Bayuyungan is situated on high ground, partly protected from the crater by foot hills that extend from Tagaytay ridge to the lake shore, and was, therefore not totally destroyed as were the barrios of Bigaan, Ginlot, Bosoboso, Banaga, and Bilibinang, which were located in the foot hills and only about four and a half miles (7 kilometers) from the crater. It was decided to leave me and my detachment with Major Grove's party. while the Cavite Senior Inspector with Lieutenant Percival and his detachment left that afternoon for Indang. Lieutenant Percival, with less than a year's service in the Constabulary and in spite of his lack of experience, did excellent work in the stricken district.

The next day Major Grove directed Lieutenant Stone of the Constabulary and myself to take a detachment and go to the destroyed barrios and locate the dead in aid to the U. S. Army Burial Corps, which was expected. It was a horrible job. The stench of decaying bodies was sickening. The villages in which we worked had been totally destroyed; not one house was left standing. Being of bamboo and nipa structure, the houses had simply collapsed, but in most cases the roofs, being pyramidal in shape, had retained their form. To locate the dead, these had to be dug into. Some were found empty, while others would contain as many as fifteen to twenty corpses of all ages, leading one to believe that when the eruption came, the younger people had fled to the houses of their parents. Sometimes a corpse could be located by following a track made in the lava mud, which would lead to a mound of ash covering a human body. Some bodies were found in the branches of trees. The writer saw a dead carabao, several feet from the ground, lodged in the branches of a tree, probably blown there by the force of the explosion of the gases that settled in the valley after the eruption. In every case the features of the dead were completely obliterated, showing that in most cases death was caused by the explosion. As "rigor mortis" had set in, the bodies were found in every position and posture. Many bodies were found together in close embrace. A number of premature childbirths were discovered. We marked the places containing bodies with little flags.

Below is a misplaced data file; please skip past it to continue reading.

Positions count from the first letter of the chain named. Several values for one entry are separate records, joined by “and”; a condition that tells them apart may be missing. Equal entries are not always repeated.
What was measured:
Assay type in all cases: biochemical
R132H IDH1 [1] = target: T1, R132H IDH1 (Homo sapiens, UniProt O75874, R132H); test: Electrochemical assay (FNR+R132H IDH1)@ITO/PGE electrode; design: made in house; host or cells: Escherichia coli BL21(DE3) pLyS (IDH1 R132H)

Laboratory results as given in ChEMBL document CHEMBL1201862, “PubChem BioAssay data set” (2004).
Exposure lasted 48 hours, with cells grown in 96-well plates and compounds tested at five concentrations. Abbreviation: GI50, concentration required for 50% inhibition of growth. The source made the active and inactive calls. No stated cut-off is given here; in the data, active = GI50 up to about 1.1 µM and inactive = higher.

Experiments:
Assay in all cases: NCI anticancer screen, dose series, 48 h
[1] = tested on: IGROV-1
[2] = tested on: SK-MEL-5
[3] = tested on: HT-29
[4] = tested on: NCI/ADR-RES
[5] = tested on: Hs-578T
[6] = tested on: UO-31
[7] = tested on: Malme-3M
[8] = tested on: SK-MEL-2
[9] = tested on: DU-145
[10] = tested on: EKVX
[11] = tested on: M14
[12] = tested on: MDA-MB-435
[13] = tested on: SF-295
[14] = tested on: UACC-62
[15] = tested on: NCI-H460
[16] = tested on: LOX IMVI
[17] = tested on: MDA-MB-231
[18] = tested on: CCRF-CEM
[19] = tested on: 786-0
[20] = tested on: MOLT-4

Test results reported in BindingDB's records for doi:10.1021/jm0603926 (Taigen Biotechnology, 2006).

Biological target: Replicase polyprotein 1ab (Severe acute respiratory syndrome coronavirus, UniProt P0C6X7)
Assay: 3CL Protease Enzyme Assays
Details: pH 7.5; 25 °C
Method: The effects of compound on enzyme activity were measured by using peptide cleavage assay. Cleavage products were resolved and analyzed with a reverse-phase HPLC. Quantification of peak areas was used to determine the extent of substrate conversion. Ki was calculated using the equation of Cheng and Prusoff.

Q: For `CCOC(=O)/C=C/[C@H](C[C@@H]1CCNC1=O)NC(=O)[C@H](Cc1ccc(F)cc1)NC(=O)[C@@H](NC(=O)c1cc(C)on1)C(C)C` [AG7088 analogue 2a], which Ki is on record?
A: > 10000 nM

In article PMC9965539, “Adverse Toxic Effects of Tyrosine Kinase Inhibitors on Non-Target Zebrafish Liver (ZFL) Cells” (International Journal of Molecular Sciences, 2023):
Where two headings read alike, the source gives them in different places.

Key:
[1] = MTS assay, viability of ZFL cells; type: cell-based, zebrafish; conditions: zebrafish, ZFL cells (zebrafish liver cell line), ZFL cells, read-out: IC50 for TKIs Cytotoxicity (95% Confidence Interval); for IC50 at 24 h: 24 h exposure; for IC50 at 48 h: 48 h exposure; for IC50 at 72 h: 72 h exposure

After the job of locating the dead was done, came the work of burying. The Army burial detachments with the assistance of the Constabulary took charge of this work. The- method was to dig a trench six feet deep by six feet wide and as long as was necessary to accommodate the dead in that vicinity. A tally was kept, the bodies were laid side by side, and the trench was filled in. A sign board was erected at both ends, on which was marked the number of males, females, and children, and the number of those whose sex was unrecognizable. About 500 were buried under my own supervision. This duty lasted some four days, when I was relieved by another Cavite detachment under Lieutenant Hawkins.

Much has been written about the splendid relief work the Red Cross did after the Taal eruption, but during the whole time I was in the stricken district, I saw no evidence of this. The burden of the actual work done was borne by the various detachments of the Philippine Constabulary None could help but admire how the enlisted men of that corps, who were all Filipinos, responded to the situation and to the orders of their officers. The Red Cross officials spent their time dashing aimlessly around the lake on a launch. At one time the launch arrived at Bayuyungan and Major Grove stated he was glad it had come as there were some injured to be evacuated. But he was informed that it would be impossible to take any injured on that trip because there were American women aboard the launch. In the section where I was at work, no supplies of any nature were sent in by the Red Cross. The food that was sent in for the relief of the people came from Manila commercial firms.

It would have been better had all sight-seeing parties been kept out the district. They came expecting to be taken care of by the Constabulary officers; and then complained because things were not what they had expected and the meals were poor-when the Constabulary were having a hard time to get rations to feed themselves.